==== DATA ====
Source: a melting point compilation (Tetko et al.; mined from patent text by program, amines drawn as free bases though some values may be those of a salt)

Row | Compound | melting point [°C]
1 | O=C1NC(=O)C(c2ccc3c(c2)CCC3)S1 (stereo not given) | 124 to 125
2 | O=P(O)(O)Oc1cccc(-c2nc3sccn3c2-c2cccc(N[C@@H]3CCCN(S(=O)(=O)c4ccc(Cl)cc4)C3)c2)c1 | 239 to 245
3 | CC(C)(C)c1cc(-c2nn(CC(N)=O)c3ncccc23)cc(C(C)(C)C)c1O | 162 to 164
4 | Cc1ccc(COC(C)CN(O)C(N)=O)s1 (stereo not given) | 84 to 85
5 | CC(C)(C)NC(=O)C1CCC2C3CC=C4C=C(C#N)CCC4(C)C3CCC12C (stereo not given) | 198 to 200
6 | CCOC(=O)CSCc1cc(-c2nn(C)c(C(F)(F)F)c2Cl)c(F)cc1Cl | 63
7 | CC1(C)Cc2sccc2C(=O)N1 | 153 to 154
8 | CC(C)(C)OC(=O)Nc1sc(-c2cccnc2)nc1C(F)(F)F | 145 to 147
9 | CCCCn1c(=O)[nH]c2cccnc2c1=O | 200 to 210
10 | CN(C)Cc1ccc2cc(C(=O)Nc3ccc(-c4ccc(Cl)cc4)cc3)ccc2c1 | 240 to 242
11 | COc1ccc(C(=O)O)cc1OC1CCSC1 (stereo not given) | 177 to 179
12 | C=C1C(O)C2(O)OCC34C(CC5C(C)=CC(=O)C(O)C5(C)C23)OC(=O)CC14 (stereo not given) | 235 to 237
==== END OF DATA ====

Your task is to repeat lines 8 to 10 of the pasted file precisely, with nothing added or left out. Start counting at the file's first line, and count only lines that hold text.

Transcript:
6 | CCOC(=O)CSCc1cc(-c2nn(C)c(C(F)(F)F)c2Cl)c(F)cc1Cl | 63
7 | CC1(C)Cc2sccc2C(=O)N1 | 153 to 154
8 | CC(C)(C)OC(=O)Nc1sc(-c2cccnc2)nc1C(F)(F)F | 145 to 147